b. Experimental design

In this study, a case corresponding to the flight track 02 of the NSF/NCAR C130 research aircraft during the VAMOS Ocean–Cloud–Atmosphere–Land Study Regional Experiment (VOCALS-REx) campaign is simulated. The flight track is shown in Fig. 1a. The flight took off at 1004 local time (LT; 1304 UTC) 18 October 2008 and landed at 1827 LT (2127 UTC). This flight was aiming to sample the longitudinal gradients in clouds, maritime boundary layer, and aerosols. The flight data successfully demonstrated the stratocumulus development at about 20°S latitude, with essentially no precipitation and relatively high cloud droplet number concentration (300 cm−3 in general, up to 550 cm−3). Three nested domains, as shown in Fig. 1a, are used in this simulation with the horizontal resolutions of 27, 9, and 3 km. There are 41 levels in the vertical direction, with 19 levels below 1500 m. The finest domain basically covers the flight track 02 of C130 on 18 October. The simulated data from 0900 LT 18 October to 0900 LT 19 October are analyzed for a diurnal cycle. The local time throughout this study refers to the local time at the place where the research aircraft took off and landed. Notice that the simulation period started at 2100 LT 15 October 2008 and the first 2.5 days are used as spinup.

Fig. 1.
Fig. 1.

(a) The simulated domain. Three nested domains are used in this study with horizontal resolutions of 27, 9, and 3 km. The white line denotes the flight track of C130 research aircraft on 18 Oct 2008. Colors represent the height above sea level (m). (b) Satellite cloud imagery from GOES-10 visible channel (http://data.eol.ucar.edu/codiac/dss/id=89.080) at 1515 UTC (1215 LT at the place where the research aircraft took off and landed) 18 Oct 2008 in the finest domain in (a). The yellow line separates the finest domain into two regimes at 79°W.

Citation: Journal of the Atmospheric Sciences 73, 2; 10.1175/JAS-D-15-0101.1

Figure 1b is the satellite cloud imagery in the visible channel (1215 LT 18 October) from GOES-10. The domain is exactly the same as the finest domain in Fig. 1a. As shown in the satellite cloud imagery, the western region has more broken clouds, while the eastern region has more continuous clouds. To investigate how cloud properties are regulated by meteorological conditions and aerosols, the finest domain is divided into a western regime and an eastern regime with the longitude of 79°W. Note that the two regimes are separated roughly based on cloud amount in satellite cloud pictures. There is actually no sharp boundary between the two regimes. Using the longitudes of 81° and 77°W, which are 2° from 79°W, does not affect the results much. The basic difference between the western and eastern regimes remains the same.

The high-vertical-resolution temperature and vapor profiles from the daytime observations on 18 October 2008 (http://data.eol.ucar.edu/master_list/?project=VOCALS) show a well-mixed boundary layer below 1000 m and a thin inversion layer between 1000 and 1100 m, as shown in Fig. 2. However, the model input soundings generated from WRF Preprocessing System (WPS) using only the NCEP Final Analysis (FNL) data show an inversion layer at around 600–900 m, which is thicker and several hundred meters lower than the observations. The reason for this is that the FNL data have a coarse vertical resolution (seven layers below 1500 m). Although WPS can use them to generate input soundings with higher vertical resolution (19 layers below 1500 m, a vertical resolution of about 70 m at the height around 1000 m in this study), the input soundings still look very similar to the original FNL data and cannot represent the inversion layer very well. The WRF Model thus shows poor ability to represent the boundary layer height, as also described in previous studies (e.g., Andrejczuk et al. 2012; Wyant et al. 2010; Abel et al. 2010). Therefore, the model input soundings are modified based on observations in this study. The main purpose of doing this modification is to make the inversion layer thinner and at higher altitudes as in the observations. It is also noted that the observed temperature at 1000 m is close to the temperature at about 600 m in the unmodified input soundings, whereas the observed temperature at 1100 m is close to the temperature at about 1400 m in the unmodified input soundings. With this in mind, and also considering the fact that the simulation starts at night when the boundary layer becomes thicker (Wood 2012), we made the following modifications to the input soundings: first, the input data at levels 15 and 16 (about 1090 and 1160 m) were replaced by those at levels 7 and 18 (about 600 and 1400 m); second, the input data from levels 1–6 were interpolated to the layer from levels 1–14, while those from levels 18 and 19 were interpolated to the layer from the 16th to the 19th levels 16–19; above level 19, the input soundings were not modified. Using these modified input soundings, the modeled meteorological profiles are very similar to the observed profiles, as shown in Fig. 2. A similar method has been used by Sandu and Stevens (2011).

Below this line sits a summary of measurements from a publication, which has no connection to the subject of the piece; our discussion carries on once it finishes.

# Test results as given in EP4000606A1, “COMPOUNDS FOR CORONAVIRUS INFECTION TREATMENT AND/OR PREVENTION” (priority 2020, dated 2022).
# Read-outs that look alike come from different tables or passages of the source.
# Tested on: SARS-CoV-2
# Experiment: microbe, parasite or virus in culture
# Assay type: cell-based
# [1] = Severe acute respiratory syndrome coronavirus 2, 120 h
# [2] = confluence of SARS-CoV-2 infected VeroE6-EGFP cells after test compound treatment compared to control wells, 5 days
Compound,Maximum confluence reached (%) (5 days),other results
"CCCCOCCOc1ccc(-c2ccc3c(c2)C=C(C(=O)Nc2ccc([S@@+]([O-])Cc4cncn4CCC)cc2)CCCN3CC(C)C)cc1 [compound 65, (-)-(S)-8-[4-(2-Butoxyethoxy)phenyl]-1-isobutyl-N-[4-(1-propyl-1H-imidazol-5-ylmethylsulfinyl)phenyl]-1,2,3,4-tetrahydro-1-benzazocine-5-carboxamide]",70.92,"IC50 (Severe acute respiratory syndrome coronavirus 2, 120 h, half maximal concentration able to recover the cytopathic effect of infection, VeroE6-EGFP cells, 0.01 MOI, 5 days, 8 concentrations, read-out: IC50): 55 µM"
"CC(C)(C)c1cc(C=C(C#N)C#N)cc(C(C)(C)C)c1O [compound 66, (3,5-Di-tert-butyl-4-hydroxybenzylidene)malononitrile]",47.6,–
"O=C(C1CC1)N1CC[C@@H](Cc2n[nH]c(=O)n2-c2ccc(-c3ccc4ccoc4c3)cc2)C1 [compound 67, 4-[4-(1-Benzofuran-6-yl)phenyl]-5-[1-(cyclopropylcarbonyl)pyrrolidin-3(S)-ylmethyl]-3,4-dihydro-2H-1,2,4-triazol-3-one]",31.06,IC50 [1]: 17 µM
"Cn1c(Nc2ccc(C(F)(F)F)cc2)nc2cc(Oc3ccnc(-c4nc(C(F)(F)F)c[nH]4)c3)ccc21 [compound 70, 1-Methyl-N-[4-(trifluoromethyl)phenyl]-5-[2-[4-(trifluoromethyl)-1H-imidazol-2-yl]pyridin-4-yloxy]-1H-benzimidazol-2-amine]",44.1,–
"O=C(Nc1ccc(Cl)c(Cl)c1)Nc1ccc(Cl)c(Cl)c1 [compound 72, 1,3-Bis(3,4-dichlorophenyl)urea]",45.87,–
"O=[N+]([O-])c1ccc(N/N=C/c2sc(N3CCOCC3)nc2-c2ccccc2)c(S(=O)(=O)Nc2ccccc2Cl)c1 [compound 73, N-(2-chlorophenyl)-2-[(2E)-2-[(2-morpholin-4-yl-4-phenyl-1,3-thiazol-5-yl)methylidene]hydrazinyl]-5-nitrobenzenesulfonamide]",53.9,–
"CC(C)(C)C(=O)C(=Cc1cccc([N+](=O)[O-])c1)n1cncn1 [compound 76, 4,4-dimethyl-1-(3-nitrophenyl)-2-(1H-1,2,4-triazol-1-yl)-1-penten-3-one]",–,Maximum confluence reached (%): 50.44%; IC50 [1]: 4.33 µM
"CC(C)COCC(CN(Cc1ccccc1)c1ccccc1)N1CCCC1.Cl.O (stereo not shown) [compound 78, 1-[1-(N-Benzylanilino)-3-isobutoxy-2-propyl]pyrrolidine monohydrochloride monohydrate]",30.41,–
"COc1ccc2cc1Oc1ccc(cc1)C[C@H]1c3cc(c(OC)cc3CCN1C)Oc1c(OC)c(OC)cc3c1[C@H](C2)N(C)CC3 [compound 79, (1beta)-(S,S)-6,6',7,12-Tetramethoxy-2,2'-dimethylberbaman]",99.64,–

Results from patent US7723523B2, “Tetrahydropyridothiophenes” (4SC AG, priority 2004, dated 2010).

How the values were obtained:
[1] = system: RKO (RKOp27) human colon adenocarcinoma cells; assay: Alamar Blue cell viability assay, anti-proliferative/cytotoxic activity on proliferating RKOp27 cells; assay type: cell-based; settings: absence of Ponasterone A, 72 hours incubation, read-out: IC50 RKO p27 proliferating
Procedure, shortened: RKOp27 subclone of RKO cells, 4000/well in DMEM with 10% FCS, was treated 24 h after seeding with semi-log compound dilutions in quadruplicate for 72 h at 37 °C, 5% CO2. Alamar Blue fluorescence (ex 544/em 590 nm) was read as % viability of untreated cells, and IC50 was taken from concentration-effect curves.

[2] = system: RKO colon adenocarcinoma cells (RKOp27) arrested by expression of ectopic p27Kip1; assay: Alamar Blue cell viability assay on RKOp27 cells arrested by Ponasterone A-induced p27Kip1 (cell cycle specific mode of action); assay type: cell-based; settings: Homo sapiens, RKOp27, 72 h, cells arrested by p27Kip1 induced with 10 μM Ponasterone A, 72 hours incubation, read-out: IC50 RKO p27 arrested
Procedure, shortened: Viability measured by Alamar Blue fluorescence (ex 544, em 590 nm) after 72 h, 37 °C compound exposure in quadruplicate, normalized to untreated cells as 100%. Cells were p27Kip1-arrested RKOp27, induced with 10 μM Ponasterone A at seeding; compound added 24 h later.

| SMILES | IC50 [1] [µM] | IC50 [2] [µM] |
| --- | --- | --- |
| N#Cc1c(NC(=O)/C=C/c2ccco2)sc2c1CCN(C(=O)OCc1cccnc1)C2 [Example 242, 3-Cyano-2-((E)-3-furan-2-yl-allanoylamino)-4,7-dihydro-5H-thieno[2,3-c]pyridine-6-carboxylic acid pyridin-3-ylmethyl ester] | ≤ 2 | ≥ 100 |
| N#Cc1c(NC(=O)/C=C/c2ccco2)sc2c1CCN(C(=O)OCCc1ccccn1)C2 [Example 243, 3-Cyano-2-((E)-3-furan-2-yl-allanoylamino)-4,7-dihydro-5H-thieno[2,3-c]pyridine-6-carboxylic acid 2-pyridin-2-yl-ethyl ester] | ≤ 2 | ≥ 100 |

Fig. 2.
Fig. 2.

Comparison of profiles of (a),(b) potential temperature; (c),(d) water vapor mixing ratio; and (e),(f) LWC between observation data with simulation results. (right) Observed profiles are from 1054 to 1104 LT 18 Oct 2008 (73°–74°W), representing the eastern regime; (left) observed profiles are from 1529 to 1537 LT 18 Oct 2008 (81°–82°W), representing the western regime. The model results in the right column are for the snapshot at 1100 LT 18 Oct 2008, averaged over the region 73°–74°W; the model results in the left column are for the average of the two snapshots at 1500 and 1600 LT 19 Oct 2008, and averaged over the region 81°–82°W.

Citation: Journal of the Atmospheric Sciences 73, 2; 10.1175/JAS-D-15-0101.1